Irish Senator Mark Daly is calling on Irish Americans to have their say on the most appropriate way for the Irish State to treat Amhrán na bhFiann.
Should there be guidelines in place for how and when the Irish National Anthem is used and how it is respected? In light of the recent NFL anthem protests, Irish Senator Mark Daly, Rapporteur of the Seanad [Senate] Public Consultation Committee, is calling on the millions of Americans who claim Irish heritage to have their say on how we treat the Irish National Anthem, Amhrán na bhFiann (or The Soldier’s Song in English).
Any Irish person, wherever they are in the world, is welcomed to take part in the public consultation by sending their views to the committee on the most appropriate way that the Irish State can treat and respect the anthem and whether this calls for guidelines to be put in place to ensure that it is respected in this way.
“Amhrán na bhFiann / The Soldiers’ Song is a crucial and core part of how the State commemorates events and people. It is right that we have rules and guidelines in place to ensure it is treated with respect,” said Fianna Fáil Senator Daly.
“The Committee, and I, are very clear in our determination to hear and receive as many views and opinions as possible on the National Anthem.
“Our National Anthem should be respected and used appropriately. It is used right across the State, and abroad, to signify and commemorate important events and occasions. It’s only right that we have clear guidelines in place, and it’s equally right that the Irish people are involved in designing those same guidelines.”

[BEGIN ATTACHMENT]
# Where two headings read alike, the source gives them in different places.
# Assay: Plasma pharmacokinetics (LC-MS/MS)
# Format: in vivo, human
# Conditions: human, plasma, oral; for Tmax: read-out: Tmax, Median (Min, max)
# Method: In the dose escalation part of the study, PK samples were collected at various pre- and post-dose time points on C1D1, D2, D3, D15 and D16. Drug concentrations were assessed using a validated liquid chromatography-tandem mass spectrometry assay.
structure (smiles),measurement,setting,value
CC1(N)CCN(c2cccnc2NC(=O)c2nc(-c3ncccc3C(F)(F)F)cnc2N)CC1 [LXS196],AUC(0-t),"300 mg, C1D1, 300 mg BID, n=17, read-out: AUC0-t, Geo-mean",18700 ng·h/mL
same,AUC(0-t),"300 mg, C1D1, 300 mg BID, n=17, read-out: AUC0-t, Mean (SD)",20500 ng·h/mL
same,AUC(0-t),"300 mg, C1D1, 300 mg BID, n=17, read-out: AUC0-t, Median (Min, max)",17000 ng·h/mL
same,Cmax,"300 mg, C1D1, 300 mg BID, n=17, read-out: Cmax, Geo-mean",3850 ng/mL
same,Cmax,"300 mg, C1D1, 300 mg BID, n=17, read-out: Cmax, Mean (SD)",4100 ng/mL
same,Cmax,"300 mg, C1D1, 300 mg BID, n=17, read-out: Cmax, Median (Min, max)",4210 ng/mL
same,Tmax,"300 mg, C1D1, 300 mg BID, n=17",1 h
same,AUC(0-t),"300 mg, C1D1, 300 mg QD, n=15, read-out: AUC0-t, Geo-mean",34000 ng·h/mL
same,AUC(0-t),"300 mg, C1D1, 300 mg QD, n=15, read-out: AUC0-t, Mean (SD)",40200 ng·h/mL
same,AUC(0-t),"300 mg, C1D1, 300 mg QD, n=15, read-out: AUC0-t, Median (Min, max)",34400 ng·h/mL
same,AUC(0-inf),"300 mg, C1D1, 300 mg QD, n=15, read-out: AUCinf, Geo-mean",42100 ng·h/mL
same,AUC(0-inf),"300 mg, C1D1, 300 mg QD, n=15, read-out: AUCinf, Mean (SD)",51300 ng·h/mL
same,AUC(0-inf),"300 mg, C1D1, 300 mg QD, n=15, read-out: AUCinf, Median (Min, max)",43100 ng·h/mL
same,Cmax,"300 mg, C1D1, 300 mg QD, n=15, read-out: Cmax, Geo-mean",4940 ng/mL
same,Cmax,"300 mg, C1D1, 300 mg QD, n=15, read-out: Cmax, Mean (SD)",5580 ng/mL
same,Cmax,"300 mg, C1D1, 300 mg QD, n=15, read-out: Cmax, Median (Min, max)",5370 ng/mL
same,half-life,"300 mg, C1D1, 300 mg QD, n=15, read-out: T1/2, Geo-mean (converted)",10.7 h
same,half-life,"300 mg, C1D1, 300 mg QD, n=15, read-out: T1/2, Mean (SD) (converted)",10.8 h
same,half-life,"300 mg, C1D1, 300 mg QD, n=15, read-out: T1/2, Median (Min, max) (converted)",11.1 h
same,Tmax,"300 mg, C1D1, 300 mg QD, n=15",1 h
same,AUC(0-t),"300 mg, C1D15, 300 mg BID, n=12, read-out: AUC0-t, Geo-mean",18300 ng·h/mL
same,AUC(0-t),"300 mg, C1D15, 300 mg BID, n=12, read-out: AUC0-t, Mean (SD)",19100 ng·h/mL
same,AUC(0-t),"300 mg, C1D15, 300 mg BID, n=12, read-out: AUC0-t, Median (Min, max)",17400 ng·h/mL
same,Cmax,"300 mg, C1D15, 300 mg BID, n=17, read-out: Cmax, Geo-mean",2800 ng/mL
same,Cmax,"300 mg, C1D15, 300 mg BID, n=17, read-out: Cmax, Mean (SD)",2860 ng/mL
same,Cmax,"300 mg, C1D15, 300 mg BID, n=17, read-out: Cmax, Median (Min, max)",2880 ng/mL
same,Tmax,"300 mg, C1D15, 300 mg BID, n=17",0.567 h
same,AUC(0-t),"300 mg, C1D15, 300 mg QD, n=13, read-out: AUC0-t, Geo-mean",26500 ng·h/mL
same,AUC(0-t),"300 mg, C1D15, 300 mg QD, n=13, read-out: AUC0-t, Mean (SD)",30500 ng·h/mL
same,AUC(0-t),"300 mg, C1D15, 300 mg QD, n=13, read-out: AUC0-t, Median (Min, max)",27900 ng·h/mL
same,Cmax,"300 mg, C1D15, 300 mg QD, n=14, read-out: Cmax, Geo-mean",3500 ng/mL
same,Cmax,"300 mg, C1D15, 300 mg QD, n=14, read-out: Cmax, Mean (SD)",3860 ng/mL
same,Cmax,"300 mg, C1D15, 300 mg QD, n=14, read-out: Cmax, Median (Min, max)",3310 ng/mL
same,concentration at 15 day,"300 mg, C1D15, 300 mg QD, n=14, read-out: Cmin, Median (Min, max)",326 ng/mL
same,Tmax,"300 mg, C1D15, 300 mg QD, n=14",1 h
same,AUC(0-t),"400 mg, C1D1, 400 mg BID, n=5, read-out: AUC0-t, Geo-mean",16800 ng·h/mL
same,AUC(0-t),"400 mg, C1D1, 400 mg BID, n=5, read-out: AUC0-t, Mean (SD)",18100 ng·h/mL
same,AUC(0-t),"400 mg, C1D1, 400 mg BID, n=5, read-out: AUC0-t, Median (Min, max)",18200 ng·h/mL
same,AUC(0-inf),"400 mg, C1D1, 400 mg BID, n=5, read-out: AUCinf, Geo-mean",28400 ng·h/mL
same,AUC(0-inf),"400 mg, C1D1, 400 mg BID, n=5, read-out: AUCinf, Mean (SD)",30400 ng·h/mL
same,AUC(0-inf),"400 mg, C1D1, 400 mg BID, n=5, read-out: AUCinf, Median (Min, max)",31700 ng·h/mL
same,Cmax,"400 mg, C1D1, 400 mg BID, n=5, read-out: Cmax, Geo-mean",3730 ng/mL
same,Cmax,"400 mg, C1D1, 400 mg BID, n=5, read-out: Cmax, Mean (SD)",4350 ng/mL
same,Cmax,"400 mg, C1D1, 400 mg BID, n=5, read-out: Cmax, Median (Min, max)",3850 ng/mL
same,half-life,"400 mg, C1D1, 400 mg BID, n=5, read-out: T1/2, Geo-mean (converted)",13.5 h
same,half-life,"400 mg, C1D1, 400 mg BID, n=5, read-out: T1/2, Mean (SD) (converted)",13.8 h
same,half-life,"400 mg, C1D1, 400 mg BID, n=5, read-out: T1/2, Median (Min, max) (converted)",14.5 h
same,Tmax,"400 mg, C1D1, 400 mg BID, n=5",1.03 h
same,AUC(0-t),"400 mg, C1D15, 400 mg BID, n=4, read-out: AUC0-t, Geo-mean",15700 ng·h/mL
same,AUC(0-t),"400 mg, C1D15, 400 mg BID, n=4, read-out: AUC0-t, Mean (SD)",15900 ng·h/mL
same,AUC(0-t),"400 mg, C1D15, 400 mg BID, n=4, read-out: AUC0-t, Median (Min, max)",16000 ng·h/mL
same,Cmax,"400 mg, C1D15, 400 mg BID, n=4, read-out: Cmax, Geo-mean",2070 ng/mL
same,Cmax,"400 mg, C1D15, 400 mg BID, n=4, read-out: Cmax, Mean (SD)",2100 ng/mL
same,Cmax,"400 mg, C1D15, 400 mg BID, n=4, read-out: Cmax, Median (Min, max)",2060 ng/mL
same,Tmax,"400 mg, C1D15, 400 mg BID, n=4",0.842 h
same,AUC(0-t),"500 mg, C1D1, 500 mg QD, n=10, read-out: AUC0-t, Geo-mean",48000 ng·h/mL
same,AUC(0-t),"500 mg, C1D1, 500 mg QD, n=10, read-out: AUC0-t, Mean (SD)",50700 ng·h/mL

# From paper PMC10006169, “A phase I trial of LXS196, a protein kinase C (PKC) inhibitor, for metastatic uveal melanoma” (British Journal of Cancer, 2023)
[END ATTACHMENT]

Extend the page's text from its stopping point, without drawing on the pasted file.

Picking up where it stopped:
The Irish National Anthem, in both Irish and English, has been out of copyright since 2012, leaving some concerned that the national symbol is now left in a precarious position where it could be disrespected.
“The basis of this public consultation comes from the recent change to the copyright of both the music, and lyrics, in Irish and English of Amhrán na bhFiann. All are now out of copyright since 2012, and it’s imperative that rules and guidelines are put in place to protect the anthem,” continued Daly.
“The lack of strict copyright in place for the national anthem has left this important state symbol exposed.”
In particular, the recent protests taking place across the USA where sports players are choosing to take a knee during the National Anthem to highlight systematic racism within the country and the unwarranted police brutality that has led to the deaths of many innocent black men and women, has caused the Senate committee to contemplate how the Irish anthem should be treated.
“The issue of the NFL protest is part of the discussion in Ireland, on what to do in the event of a protest during the playing of the anthem,” Daly said in an email to IrishCentral.
While the #TakeAKnee protests, sparked by former San Francisco 49ers Quarterback Colin Kaepernick, have since moved outside of the NFL itself to high school and college football leagues, as well as to leagues in other sports, it is yet to appear within Irish teams.